Right-wing Benjamin Netanyahu has a better chance of securing a coalition in the Israeli parliament, observers say, despite official election results showing that rival centrist Kadima narrowly emerged as the top party in parliament.
AFP - Hawkish Benjamin Netanyahu is running ahead of centrist Tzipi Livni in the fight to take the Israeli helm after an election whose shift to the right raised concerns over the future of peace talks, observers said on Thursday.
"The chances of Livni forming a government amount to zero," said Avraham Diskin, a political scientist with Hebrew University in Jerusalem, a sentiment echoed in much of the media following Tuesday's election.
The final tally after military and overseas were counted confirmed on Thursday that Livni's Kadima narrowly emerged as the top party with 28 seats.
However, that was far short of the 61 MPs the foreign minister would need in the 120-member parliament to form a governing coalition.
Former premier Netanyahu's Likud party was confirmed as having garnered 27 seats, which means he would also have to engage in some political horse-trading if he is to regain his old job.
The majority of the remaining seats went to other parties of the right, with the far-right Yisrael Beitenu of Avidgor Lieberman taking 15.
The Labour party slipped into fourth place with 13 seats.
Both Livni and Netanyahu had claimed victory immediately after the cliffhanger election, leaving Israel potentially facing weeks of political turmoil as they scramble for support from the smaller parties.
New kingmaker Lieberman has added a dose of suspense to the political haggling by refusing to say whom he will support.
The Palestinians have voiced fears for peace talks after the vote, which came three weeks after a devastating Israeli offensive on Hamas-run Gaza, while Arab media said the ballot was a victory for extremists like Lieberman.
"It is obvious that Israel will not get a government capable of continuing the negotiations," said Yasser Abed Rabbo, a top aide of Palestinian president Mahmud Abbas.
Despite his higher chances of becoming the next prime minister, Netanyahu is walking a political tightrope, analysts say.
He is widely believed to want a unity government including Kadima to give him a solid majority in parliament and avoid the risk of a short-term government, which analysts warn would be the case with a strictly right-wing coalition.
A narrow right-wing government would include parties opposed to dismantling settlements and territorial concessions in peace talks and would put Netanyahu at odds with the administration of US President Barack Obama, analysts say.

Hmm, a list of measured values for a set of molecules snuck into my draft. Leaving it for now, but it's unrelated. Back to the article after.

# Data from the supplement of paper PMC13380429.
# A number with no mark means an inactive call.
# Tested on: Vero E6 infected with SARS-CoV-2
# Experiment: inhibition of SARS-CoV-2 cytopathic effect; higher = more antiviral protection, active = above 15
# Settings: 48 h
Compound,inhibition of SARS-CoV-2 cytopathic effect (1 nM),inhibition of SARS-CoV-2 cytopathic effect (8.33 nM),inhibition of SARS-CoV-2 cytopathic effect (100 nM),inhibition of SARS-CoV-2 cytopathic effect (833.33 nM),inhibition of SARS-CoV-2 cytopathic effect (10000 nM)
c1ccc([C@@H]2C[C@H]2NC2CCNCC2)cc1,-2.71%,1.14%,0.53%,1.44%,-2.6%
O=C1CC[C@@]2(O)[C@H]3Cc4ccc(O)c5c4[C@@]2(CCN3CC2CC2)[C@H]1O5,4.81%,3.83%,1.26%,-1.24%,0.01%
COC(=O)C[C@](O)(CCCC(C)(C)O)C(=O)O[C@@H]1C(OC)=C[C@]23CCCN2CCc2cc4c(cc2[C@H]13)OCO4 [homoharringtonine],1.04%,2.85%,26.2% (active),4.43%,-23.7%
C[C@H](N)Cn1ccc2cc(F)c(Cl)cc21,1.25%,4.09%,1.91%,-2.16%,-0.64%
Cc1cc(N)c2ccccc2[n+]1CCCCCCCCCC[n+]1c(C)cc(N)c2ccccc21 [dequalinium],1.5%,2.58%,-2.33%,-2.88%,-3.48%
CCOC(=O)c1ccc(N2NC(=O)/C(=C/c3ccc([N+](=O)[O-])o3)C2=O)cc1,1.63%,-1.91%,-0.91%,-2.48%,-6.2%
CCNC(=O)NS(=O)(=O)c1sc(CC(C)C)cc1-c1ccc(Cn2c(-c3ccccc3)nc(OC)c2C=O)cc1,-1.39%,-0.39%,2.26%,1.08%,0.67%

"Netanyahu would very much like Kadima to join his government and he would be willing to give a lot for this to happen," wrote Maariv.
But Livni has insisted that as the winner of the election, she should lead a unity government.
So Netanyahu is planning to approach Kadima via a circuitous route.
"He believes that if he can convince parties representing 61 MPs to recommend him to the president, Kadima will also join him: Its members are not cut out to sit in the opposition," said the mass-selling Yediot Aharonot.
"When they join, he will be able to throw out the extreme factions and form the same government that he intended to form from the beginning," it said.
But Yaacov Katz, head of the National Union party which represents settlers and will have four seats in parliament, insisted he would not fall for the bluff.
"If we have the slightest doubt that as a result of our recommendation Bibi will be sitting in the next government with Tzipi Livni and negotiating Annapolis, (the creation of) another Arab country between the sea and the Jordan River, giving away parts of the Land of Israel and dealing improperly with the outposts, the chances we'll recommend him are close to nothing," Katz told the Ynet news website.
Another solution would be a rotation in a unity government, a scenario in Israel in 1984 when the two main parties shared the prime minister's post.
Netanyahu has ruled out such an option, however.
The EU presidency meanwhile congratulated "the winners of Israel's general election."
It said in a statement the European Union "looks forward to working with the new Israeli administration to achieve the most important goal of all: a peaceful resolution of the Israeli-Palestinian conflict."
It expressed hope the government would honour commitments made at the November 2007 conference in Annapolis, Maryland, that relaunched the peace process "and refrain from measures rendering a two-state solution impossible."
Date created : 2009-02-13